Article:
the semi-annual average was 1110,25,
141.84. Under the Wilson tariff the
monthly average was 111,157,187.15.
"Under th Dlngley tariff th monthly
average was $21, 710,171.14, . while under
the Payne tariff th monthly average has
been $37,477,141.74, or 100 per cent greater
than the monthly average under th Wil
son tariff and 24 per nt greater than
th monthly average under the Dlngley
,!'Qf .course as the country Increase, in
Population the customs receipts Increase,
but even considering th population th In
crease In the tariff receipt ' has been
marked. Under the Wilson tariff the aver
age annual customs receipt per capita
were $1.18; under the Dlngley tariff $3.23,
while under the Payne tariff they are $3.71.
Will Wipe -Out Deficit.
"For the six months' that the Payne tar
iff has been In force, the total reoelpts both
from customs and Internal revenue have
been $323,899,131.91, while th disbursements
have been $332,783,281.08, showing that the
expenditures exceeded the reoelpts by only
$8,884,051,17, with no collection a yet from
the corporation law. For the corresponding
period lest year th expenditure exceeded
the receipts by over $40,000,000. This show
ing Indicates that under the present cus
toms law the deficit will be promptly wiped
out, and that o meet our normal expendi
tures we shall have ample revenue. 1
therefor venture to repeat the remark 1
have had occasion to make bef or that the
present customs law s the best customs
law that ever ha been passed, and it .Is
most significant In this that It Indicates
on th part of the republican party the
adoption of a policy to change from an
Increase In. duties to a reduction of them
and to effect an Increase of revenue at
the same time.
. "The act has furnished to th executive
the power to apply th maximum and min
imum clauses In order to prevent tlndue
discrimination on th part of foreign coun
tries and this s securing additional con
cessions In respect to Impositions on our
foreign - trade,
"The act has done Justice to the' Philip
pine Islands by giving them free trad
with th United States.
value of Tariff Board.
"More than all this, the .new tariff act
has provided for the appointment of a
tariff board to secure Impartial evidence
upon which, when a revision of the tariff
seems wise, w shall have at hand the
data from which can be determined with
some degree of accuracy the difference
between the cost of producing articles
abroad and the cost of producing them
In this country.
"The great difficulty In the hearing and
discussion of the present tariff bill was
the abaenc 6f satisfactory and credible
evidence on either aid of the Issue as
to lower or higher tariffs. The importer
on the one hand and th manufacturer on
the other were preeent to give their falli
ble Judgment affected by their own pe
cuniary Interests as to the fact under
investigation. Men who were struggling
to find the truth were greatly perplexed
by the conflicting testimony,
"The tariff bill authorizes the presi
dent to expend $75,000 In employing per
sons to assist him in the administration
of the maximum and minimum clause and
to assist htm and other officers of the
government In the administration of the
tariff law,' I have construed this to mean
that I may use the board appointed under
this power not only to look Into the for
eign tariffs, but also to examine the ques
tion In respect to each Item In our tariff
bill, what th cost of production of the
merchandise tan. id and what Its cost is
abroad.' This U not an easy task for
Impartial experts and It requires a large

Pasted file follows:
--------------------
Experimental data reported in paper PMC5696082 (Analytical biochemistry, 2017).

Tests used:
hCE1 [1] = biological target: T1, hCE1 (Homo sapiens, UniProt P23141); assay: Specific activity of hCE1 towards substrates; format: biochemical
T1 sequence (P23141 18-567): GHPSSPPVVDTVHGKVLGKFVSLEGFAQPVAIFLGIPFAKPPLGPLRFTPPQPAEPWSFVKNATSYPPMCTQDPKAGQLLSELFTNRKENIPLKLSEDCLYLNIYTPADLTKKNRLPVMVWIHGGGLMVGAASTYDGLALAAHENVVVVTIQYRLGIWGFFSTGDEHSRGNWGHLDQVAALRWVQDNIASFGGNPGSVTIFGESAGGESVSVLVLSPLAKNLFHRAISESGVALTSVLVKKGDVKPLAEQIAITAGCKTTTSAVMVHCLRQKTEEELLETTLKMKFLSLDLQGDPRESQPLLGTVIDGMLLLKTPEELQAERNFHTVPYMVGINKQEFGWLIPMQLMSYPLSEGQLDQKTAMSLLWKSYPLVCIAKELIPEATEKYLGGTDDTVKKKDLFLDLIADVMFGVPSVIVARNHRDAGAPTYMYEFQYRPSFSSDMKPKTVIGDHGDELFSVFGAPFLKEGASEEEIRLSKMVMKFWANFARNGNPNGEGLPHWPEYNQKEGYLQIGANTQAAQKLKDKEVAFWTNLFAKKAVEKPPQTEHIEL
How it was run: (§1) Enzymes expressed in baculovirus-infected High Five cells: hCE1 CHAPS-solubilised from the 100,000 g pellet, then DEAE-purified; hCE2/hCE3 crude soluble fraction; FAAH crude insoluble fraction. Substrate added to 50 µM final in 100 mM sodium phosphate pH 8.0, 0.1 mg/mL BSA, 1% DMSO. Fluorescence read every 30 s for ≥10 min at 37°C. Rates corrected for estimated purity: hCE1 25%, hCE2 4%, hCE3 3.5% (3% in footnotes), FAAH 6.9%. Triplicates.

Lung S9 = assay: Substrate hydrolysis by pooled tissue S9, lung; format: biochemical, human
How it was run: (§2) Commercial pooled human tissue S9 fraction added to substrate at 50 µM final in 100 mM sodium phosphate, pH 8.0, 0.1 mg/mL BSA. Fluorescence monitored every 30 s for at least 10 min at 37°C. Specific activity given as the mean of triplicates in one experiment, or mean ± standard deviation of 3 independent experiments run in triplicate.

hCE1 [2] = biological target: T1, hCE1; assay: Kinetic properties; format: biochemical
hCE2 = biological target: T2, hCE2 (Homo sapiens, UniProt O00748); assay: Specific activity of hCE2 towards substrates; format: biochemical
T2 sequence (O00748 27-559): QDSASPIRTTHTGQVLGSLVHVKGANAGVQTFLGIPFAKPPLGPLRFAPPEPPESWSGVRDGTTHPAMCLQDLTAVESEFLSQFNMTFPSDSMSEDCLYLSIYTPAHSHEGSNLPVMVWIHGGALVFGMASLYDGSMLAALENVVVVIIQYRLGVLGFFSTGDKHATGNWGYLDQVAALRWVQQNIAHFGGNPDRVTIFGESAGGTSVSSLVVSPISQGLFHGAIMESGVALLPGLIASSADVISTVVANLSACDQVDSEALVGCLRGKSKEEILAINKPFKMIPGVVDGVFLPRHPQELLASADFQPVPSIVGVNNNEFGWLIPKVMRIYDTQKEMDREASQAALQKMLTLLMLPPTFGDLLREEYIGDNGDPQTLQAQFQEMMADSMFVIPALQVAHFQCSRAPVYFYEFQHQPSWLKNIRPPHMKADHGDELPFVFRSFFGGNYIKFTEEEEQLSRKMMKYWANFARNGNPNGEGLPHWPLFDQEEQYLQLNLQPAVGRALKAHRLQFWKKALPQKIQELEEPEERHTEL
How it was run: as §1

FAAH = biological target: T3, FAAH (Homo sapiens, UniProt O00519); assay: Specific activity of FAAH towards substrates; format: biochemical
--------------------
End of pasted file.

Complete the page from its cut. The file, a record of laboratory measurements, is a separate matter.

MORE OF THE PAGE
fore,- I expect to' apply to congress this
year for the sum ot $250,000 to organise
a fore through which this Investigation
may go on and the results be recorded
(or the use of th executive and con
gress, when they desire to avail themselves
of th record. In tills way any subse
quent revision may be carried on with
the aid of data secured officially and
without regard to Its argumentlvo effect
upon the question of raining or lowering
duties. Taken as a whole, therefore, I do
not hesitate to repeat that the republican
party has substantially compiled with Its
promise in respect to the tariff, and that
It haa set itstlf strongly In the right
direction toward lower tariffs and fur
nished the mean by which such lower
tariff can b properly and safely fixed. -"An
Investigation by the tariff board of
the sort proposed will certainly take a full
two year or more. Meantime the operation
of th present tariff promises to be con
sistent with the prosperity of the country
and with the furnishing of sufficient funds
with which to- meet th very heavy, but
necessary, expenditures of carrying on our
Postal Saving Beaks. .
"Th republican national platform con
tained th following:
' "We favor th establishment of a postal
savings bank system for the convenience
of tha people and th encouragement ef
"A hill has been introduced to establish
a postal savings bank. Th great difficulty
la the bill seems to have been to secure a
proper provision for the management and
Investment of th money deposited. The
great advantage of a postal savings bank
! th encouragement to thrift of those
who fears of th solvency of any depos
itory eioept a government depository
tempt them away from saving. A govern
ment promts to repay seems to be specially
effective In leading people to save and de
posit their savings. Th machinery of th
Postofflc department, with Its 40.000 post
office and 40.000 money order offices of
fer an economic! and far-reaching ma-
chine Tor the reception In places remote
from banks, and among people who fear
banks, of that which but for the oppor
tunity they would not save but spend. The
low Interest offered to It. that of 1 per
cent, prevents such postal savings banks
from Interfering with regular savings
bank whose rate of Interest always is In
exeeso ot I per cent. In the preeent etag
of the senate bill, there have been Inserted
amendments drawn apparently for the pur
pose of having money deposited aa savings
In government poMofflcea distributed
through the looallty where deposited In the
banks, slate and national, and when de
posited to make It Impossible for the trus
tees of the fund appointed Under the law t